The Fed has a power no other entity in the world possesses: the capacity to create dollars out of thin air. It is beginning to use it to try to prevent the coronavirus crisis from also becoming a financial crisis.

In just the last several days, it has deployed that power to pump those dollars into the financial system to combat this freeze, including by buying vast sums of Treasury bonds and mortgage-backed securities, extending “swap lines” to international central banks to ensure dollars are available around the world, and reintroducing programs from the 2008 crisis to prop up short-term corporate borrowing and money market mutual funds. On Friday morning, it expanded its money market fund program to help support lending to state and local governments.

That is a breakneck speed for the typically cautious, deliberative central bank. Programs that in the 2008 crisis were rolled out over the course of many months have been introduced in just a few days.

Yet the Fed still keeps finding itself behind. It is the equivalent of a runner sprinting at top speed but still lagging in the race.

What might catching up to the scale of the crisis really look like?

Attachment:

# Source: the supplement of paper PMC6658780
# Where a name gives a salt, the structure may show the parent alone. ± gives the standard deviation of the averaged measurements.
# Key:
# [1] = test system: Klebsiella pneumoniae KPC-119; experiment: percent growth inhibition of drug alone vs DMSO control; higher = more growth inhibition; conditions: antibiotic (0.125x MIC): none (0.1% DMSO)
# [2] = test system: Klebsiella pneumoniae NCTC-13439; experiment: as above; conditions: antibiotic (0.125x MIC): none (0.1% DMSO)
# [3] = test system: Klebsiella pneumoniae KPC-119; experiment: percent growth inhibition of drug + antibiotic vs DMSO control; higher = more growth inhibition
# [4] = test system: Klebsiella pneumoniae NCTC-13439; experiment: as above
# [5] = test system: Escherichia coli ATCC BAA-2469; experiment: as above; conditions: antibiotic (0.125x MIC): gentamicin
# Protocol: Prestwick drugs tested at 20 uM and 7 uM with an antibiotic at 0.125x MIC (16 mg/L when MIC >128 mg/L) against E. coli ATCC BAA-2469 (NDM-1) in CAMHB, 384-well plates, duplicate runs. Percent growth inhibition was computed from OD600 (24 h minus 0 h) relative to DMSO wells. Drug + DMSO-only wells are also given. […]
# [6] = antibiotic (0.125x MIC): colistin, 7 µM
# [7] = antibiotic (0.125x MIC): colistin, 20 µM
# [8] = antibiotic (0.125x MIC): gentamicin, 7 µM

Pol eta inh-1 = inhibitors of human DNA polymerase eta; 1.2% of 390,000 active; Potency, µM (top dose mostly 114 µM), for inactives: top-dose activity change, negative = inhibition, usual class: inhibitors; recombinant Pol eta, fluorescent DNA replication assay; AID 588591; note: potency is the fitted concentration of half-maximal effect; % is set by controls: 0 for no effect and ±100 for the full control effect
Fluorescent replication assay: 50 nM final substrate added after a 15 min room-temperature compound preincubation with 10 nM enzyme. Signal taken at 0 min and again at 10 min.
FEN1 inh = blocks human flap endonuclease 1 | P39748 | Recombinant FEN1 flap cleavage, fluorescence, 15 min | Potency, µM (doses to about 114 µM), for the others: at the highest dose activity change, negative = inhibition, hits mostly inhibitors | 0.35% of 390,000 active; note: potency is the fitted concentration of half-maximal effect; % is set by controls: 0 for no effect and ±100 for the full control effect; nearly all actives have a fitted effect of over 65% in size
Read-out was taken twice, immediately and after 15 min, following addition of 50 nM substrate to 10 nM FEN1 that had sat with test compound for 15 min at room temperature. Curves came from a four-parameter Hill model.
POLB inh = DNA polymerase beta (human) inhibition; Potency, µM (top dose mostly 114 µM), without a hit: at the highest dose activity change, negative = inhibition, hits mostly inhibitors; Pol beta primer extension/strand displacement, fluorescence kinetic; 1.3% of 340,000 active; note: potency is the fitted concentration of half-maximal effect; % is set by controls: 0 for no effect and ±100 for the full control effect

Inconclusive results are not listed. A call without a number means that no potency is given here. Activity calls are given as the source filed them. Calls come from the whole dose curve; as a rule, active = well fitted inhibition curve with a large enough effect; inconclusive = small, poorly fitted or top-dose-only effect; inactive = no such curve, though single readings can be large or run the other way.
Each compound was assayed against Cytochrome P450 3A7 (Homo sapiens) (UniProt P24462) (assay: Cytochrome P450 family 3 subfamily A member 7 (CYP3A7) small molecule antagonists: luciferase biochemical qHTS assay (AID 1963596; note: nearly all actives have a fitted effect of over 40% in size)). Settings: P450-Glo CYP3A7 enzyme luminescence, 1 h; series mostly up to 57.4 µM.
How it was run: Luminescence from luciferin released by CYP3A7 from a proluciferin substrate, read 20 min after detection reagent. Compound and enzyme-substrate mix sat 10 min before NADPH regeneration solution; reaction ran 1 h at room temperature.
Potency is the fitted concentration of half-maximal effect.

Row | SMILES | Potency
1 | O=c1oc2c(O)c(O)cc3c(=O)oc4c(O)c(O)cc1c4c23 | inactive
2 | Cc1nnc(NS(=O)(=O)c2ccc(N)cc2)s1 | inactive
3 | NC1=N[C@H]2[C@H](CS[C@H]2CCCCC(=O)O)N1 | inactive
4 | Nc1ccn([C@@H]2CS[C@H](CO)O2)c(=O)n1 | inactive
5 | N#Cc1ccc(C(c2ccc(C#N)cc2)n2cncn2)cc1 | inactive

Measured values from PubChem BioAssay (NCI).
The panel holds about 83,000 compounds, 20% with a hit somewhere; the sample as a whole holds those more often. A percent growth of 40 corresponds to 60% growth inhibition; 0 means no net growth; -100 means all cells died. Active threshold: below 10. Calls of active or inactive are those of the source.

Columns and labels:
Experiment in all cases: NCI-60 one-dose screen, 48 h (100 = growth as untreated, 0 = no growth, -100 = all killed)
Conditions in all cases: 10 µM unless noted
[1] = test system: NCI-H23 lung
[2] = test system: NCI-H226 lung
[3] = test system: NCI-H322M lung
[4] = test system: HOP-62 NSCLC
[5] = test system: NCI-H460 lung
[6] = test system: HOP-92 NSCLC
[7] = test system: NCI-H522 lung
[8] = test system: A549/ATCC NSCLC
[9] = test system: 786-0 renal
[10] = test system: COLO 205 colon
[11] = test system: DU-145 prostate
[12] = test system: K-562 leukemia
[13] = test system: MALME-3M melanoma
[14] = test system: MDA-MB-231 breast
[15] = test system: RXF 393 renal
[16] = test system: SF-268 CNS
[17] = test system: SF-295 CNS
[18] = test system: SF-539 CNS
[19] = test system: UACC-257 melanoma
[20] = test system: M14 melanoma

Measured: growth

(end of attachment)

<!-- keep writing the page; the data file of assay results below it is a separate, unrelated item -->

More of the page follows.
One answer could be expanding the Fed’s support of corporate borrowing to include more types of companies and more types of debt. Already, the Fed this week reintroduced a crisis-era program to make dollars available to companies that issue “commercial paper,” a form of short-term debt, in conjunction with the Treasury Department.

The Treasury directed money toward that program to protect the Fed from losses caused by bad loans. The same principle could be used more broadly, potentially allowing the Fed to keep borrowing costs from spiking for creditworthy companies because of the liquidity freeze-up.

That would primarily benefit very large companies that have access to the corporate debt market. A bigger challenge is how to support lending to small and midsize businesses.

The Fed could emulate an innovative program that the Bank of England announced this week called the Covid Corporate Financing Facility. That program will offer one-year loans to firms so that they can continue making payroll and other payments through virus-related disruptions.